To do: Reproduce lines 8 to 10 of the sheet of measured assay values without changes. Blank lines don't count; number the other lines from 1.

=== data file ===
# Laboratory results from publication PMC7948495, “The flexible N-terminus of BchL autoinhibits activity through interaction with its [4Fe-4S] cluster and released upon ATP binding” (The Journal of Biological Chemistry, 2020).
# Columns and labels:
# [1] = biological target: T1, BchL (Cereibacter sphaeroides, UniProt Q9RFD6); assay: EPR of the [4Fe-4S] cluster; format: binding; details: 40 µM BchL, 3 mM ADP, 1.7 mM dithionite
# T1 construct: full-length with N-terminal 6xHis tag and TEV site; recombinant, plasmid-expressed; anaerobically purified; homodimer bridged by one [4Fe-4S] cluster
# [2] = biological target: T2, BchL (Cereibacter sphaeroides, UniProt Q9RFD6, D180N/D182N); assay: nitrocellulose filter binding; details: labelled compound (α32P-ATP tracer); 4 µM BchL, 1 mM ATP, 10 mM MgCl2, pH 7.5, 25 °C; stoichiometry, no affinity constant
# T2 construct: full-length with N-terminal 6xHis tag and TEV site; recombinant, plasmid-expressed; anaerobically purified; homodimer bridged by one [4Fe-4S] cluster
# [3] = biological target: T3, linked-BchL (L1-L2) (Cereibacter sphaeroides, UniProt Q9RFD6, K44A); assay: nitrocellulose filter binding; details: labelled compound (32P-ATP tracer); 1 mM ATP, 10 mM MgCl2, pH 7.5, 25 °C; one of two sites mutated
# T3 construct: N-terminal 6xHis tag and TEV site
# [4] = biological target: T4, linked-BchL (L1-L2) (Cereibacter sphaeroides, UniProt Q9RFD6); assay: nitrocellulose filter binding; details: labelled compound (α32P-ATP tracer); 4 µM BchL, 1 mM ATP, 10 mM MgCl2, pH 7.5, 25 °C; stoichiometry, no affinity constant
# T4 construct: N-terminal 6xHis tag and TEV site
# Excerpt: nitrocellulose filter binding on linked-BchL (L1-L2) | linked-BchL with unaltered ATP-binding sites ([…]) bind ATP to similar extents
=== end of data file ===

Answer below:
# T3 construct: N-terminal 6xHis tag and TEV site
# [4] = biological target: T4, linked-BchL (L1-L2) (Cereibacter sphaeroides, UniProt Q9RFD6); assay: nitrocellulose filter binding; details: labelled compound (α32P-ATP tracer); 4 µM BchL, 1 mM ATP, 10 mM MgCl2, pH 7.5, 25 °C; stoichiometry, no affinity constant
# T4 construct: N-terminal 6xHis tag and TEV site